Nothing seems to pass up this old poet: first the nobel prize in literature, then magnificent reissues of his old albums by MFSL. And to top it all off they appear in the new, hip, and in vogue sound: mono. Can the Bob Dylan of the protest years survive that? And how does Dylan the rock star handle all of this?
Four albums portraying the remarkably short time frame between Dylan’s initial career and the pinnacle of his second and beyond. freely enough: They thought it only applied to others. But Dylan greeted Retrospectively, they also form a chronologically compressed key to the widely varied aspects of his convoluted oeuvre.
When Bringing It All Back Home was released in 1965, many fans had still not actually quite grasped how times had changed. They had not interpreted the title of his previous album The Times They Are a-Changin’ freely enough: They thought it only applied to others. But Dylan greeted them at the Newport Folk Festival with a weird and distortedly rocking “Maggie’s Farm,” at which point the world came crashing down for the folk scene that featured the likes of Pete Seeger and Joan Baez.
Legend has it that Seeger would have even taken an ax to Dylan’s microphone cable if one had been available. Dylan’s move was seen as an act of treason and he was met with calls of “Judas.” It was the perfect scandal. Bringing It All Back Home was a two-part album and thus signaled the birth of the “electric” Dylan. On side one, he alienated his faithful fans with the frenzied “Subterranean Homesick Blues”; and on side two, he embraced those who had stuck with him with the formal, traditional, textual, and lyrical yet enigmatic “Mr. Tambourine Man” (which would become the Byrds’ first single just a couple of weeks later) and with two of the best songs he has ever recorded: “It’s Alright Ma (I’m Only Bleeding)” and “It’s All Over Now, Baby Blue.” Within the context of his entire back catalog of recordings, however, Bringing It All Back Home isn’t one of Dylan’s strongest albums. But in terms of mono pressings, it’s possibly the most interesting for us audiophiles because it represents the interface between the “acoustic” Dylan and the “electric” Dylan.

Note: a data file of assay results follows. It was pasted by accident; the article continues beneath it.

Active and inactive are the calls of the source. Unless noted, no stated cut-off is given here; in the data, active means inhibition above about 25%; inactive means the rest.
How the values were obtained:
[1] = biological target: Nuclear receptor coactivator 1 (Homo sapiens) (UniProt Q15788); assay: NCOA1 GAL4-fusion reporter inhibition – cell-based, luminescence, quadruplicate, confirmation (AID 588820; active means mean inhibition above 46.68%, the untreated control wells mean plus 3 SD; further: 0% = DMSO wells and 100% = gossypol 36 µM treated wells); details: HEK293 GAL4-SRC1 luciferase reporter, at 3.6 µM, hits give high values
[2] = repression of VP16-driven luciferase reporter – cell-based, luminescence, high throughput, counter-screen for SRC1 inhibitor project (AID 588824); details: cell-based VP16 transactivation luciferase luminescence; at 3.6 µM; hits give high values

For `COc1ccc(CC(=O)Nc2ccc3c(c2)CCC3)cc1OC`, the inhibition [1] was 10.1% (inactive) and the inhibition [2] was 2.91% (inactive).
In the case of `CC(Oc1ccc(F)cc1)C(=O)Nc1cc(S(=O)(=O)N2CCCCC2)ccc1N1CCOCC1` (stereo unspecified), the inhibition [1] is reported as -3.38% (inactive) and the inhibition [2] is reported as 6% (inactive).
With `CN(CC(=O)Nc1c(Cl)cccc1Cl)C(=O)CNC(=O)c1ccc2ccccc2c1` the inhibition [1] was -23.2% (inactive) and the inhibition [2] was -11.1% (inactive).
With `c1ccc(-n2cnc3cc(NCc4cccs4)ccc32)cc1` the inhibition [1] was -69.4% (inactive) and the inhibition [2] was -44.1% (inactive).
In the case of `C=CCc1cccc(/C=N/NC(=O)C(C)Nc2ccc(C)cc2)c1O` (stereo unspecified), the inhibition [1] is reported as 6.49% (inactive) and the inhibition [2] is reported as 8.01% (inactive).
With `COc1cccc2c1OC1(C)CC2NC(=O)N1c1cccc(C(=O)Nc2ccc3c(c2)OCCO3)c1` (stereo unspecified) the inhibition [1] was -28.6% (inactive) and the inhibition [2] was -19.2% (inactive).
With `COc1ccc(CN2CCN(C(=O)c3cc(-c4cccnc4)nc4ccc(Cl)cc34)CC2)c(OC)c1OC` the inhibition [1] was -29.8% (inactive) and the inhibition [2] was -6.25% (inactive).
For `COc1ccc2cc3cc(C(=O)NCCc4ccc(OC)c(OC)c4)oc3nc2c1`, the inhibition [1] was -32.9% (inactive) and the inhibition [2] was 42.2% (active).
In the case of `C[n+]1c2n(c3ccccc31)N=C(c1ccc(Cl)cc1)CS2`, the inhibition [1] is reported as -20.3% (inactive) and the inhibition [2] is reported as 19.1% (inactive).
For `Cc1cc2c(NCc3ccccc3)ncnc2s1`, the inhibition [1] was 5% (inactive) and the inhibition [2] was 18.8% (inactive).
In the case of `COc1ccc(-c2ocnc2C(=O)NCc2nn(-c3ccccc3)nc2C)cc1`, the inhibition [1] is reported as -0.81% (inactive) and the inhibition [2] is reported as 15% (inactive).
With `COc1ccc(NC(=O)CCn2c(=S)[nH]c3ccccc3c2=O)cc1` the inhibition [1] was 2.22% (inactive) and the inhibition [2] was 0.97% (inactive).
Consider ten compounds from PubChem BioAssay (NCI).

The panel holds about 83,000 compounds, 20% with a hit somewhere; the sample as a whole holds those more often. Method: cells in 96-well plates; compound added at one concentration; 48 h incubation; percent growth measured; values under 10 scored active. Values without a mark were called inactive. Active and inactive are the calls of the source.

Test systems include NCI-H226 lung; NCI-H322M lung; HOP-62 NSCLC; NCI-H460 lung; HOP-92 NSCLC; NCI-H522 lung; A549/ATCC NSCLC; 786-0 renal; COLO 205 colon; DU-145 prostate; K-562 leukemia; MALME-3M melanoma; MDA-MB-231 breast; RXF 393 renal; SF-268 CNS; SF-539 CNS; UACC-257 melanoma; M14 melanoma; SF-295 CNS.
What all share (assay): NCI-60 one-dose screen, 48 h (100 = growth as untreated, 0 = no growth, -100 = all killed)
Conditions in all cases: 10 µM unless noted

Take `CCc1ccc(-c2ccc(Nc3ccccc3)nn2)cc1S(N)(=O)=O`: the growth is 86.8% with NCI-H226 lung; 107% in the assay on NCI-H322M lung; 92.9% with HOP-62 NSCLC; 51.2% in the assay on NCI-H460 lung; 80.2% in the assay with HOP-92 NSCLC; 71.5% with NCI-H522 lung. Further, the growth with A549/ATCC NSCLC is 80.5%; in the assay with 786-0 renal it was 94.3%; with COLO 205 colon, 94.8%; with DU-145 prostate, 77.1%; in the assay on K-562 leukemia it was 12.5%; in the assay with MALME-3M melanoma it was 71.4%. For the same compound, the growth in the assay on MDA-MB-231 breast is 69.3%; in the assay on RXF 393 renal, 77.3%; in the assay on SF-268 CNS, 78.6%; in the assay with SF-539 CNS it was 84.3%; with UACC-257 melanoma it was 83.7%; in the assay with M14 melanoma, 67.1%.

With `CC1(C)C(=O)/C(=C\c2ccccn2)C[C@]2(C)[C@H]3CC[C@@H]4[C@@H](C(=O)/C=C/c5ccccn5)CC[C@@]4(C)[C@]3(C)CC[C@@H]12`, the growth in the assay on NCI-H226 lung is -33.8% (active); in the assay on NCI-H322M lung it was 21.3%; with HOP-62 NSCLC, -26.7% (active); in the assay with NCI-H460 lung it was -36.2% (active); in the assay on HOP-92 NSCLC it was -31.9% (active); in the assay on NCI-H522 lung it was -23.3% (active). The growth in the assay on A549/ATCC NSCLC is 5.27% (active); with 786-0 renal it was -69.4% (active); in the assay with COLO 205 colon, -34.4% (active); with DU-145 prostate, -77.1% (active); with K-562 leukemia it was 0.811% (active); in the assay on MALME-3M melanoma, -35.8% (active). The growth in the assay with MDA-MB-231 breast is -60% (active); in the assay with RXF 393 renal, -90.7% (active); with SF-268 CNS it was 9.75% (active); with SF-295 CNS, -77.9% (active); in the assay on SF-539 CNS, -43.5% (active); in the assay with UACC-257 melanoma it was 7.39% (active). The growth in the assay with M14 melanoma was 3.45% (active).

The Times They Are a-Changin’ exudes a wonderful sense of intimacy in the original mono mix, and a mono cartridge is truly worth its weight in gold when it comes to Bob Dylan and his wandering guitar: You get a three-dimensional impression as if you were in an amorphous bubble instead of located along the rather narrow band you’d expect to get when you use a conventional stereo pickup. Without much lead time, Ortofon provided me with an MC Quintet Mono, which has made an unmistakably clear difference with various stereo pressings I own. The harmonica in “The Lonesome Death Of Hattie Carroll,” for example, quietly creeps up on you when using the immaculate MFSL mono pressing. It traces a featherlight, sad melody throughout the song that would just sound jarring and completely detached from the context if played on an older stereo LP.
The subsequent stereoization has not compromised Highway 61 Revisited, though. This album would not only represent the transition to rock ’n’ roll, it would also present Dylan as a completely new songwriter, — one who was clearly not ready to relinquish the American blues to the British imitators popular at the time without putting up a good fight. Especially those who only drew from America’s black heritage, someone like Keith Richards presumably, probably thought Hank Williams was a whiskey brand. For music historians, the new mono version on the heavy, 45-rpm double vinyl is a must-have. What’s more, the immaculate pressing sounds sublime. Nevertheless, its superiority compared to the broader, wilder, and more jittery stereo mix is not intrinsic, just a question of taste.
After Blonde On Blonde, the milestone album where Dylan managed to let his wings fully unfold, he released two country albums. Like Bringing It All Back Home, John Wesley Harding represents a kind of interim stage. Although it contained the Dylan classic “All Along the Watchtower,” it didn’t achieve the consistency of Nashville Skyline, the album released barely two years later. However, the MFSL version thankfully allows you to rediscover this album, which tends to get overlooked. “I’ll Be Your Baby Tonight” alone is worth the hefty purchase price.